Project managers should also check that their insurance (for their employees and resources) is adequate to protect them for the project's duration.
Cancellation and termination clauses are essential elements of a project management agreement as it covers both parties financially if one pulls out of the contract.
The clause outlines how far ahead either party can back away from the agreement, how much notice they must give, and if they're obligated to pay a cancellation fee.
Don't forget to include other essential small print clauses in your project management contract, like confidentiality clauses, competitive engagements, and ownership and licenses.
These pieces of a project management contract aren't usually the pieces either party focuses on. Still, they are vital (legally) if something happens, such as misusing copyright licenses or sharing information without content.
Simple project management contract template
Project management companies can spend a lot of time creating a contract from scratch (or paying lawyers an eye-watering amount of money to write one for them).
We've solved this problem for you by creating a (legally binding) project management contract template that includes essential clauses and details to protect both parties.
Here's a simple project manager contract template for you to use:
What's the benefit of using Bonsai, instead of editing a template yourself?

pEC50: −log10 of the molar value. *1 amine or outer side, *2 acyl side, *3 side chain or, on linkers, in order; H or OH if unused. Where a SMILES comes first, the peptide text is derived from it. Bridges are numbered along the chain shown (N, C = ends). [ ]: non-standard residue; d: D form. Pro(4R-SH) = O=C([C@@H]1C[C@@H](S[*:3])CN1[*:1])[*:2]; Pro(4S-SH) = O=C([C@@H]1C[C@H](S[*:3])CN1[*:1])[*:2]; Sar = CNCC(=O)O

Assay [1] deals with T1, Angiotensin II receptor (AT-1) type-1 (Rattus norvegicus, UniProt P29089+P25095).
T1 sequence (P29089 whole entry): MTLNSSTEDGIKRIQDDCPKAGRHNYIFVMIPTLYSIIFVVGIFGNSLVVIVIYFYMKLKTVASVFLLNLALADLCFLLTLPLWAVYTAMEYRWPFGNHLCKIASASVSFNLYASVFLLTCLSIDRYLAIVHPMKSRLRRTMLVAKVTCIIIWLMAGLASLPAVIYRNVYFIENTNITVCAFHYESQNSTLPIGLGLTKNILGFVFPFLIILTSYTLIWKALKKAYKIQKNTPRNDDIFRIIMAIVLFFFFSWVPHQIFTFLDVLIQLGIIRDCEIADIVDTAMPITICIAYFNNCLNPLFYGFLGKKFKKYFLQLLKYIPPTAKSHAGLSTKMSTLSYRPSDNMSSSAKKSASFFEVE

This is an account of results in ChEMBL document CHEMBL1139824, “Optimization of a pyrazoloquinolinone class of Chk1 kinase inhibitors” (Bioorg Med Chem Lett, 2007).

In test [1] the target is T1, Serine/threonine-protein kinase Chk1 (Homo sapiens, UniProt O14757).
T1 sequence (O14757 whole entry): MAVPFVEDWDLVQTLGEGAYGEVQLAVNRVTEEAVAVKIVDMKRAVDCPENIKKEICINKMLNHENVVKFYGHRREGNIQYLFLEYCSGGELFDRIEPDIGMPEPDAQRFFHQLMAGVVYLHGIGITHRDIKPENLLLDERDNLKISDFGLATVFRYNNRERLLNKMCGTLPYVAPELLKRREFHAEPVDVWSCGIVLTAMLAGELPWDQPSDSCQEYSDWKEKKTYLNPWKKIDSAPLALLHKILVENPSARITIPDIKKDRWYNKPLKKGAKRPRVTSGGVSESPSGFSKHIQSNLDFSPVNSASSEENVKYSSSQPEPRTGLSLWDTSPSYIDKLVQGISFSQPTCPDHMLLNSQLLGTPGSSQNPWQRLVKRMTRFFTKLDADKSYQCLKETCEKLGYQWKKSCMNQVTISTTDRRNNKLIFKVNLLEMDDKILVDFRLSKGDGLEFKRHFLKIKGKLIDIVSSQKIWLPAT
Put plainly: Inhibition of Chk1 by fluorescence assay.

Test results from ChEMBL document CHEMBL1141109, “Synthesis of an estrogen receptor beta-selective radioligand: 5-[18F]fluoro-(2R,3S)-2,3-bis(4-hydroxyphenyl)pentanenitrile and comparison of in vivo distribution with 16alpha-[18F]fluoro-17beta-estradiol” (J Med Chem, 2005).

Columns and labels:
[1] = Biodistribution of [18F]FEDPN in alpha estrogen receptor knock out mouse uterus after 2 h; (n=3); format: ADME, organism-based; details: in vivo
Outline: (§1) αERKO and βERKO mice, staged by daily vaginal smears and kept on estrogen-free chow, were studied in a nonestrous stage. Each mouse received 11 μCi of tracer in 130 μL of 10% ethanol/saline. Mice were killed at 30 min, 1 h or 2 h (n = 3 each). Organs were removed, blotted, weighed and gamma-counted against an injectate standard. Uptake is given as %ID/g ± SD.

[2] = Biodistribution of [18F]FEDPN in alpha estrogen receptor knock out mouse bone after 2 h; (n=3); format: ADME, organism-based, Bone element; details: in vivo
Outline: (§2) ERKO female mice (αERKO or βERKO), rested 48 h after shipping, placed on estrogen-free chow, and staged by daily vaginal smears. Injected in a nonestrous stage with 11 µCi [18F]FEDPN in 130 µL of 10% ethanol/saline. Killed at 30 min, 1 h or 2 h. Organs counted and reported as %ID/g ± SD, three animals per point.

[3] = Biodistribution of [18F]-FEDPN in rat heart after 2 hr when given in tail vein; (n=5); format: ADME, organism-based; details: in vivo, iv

Bonsai's project management contract has been approved by legal experts and is fully customizable, making it easy to change important elements to suit the needs of your next project.
Busy project managers already look to software to help them get their work done, so Bonsai's ready-made templates should be no exception. They can take the stress out of creating a legally binding contract and make it easy to change details like project pricing, invoice dates, and expenses with a couple of clicks.
And the biggest benefit is that instead of spending hours creating a project management contract template yourself—it's all done for you.
Want to use a Bonsai contract for your next project? Sign-up now to create a free project management contract that ticks all the legal boxes!
How to create a project management contract with Bonsai?
If you are a project manager, there are two options to create a project management agreement with Bonsai.
You can either download a simple project management contract PDF, or use our contract generator to customize and send a legally binding contract straight to your client's inbox.
Bonsai's contract generator allows you to make changes to liabilities, confidentiality clauses, and invoice dates. Once you're happy with all the T&Cs, just click "create contract" and it'll be on its way to your client!
Project management agreement FAQs
What are the different types of project management contracts?
There are three main types of project management contracts: Fixed Price Contracts (FP), Cost Reimbursable Contracts (CR), and Time and Material Contracts (T&M).
What is the difference between project management and contract management?
The goal of project management is to manage, oversee, and achieve the project's stated goals. On the other hand, contract management is managing a contract between the two parties involved in a project (i.e., the contractor and the client.)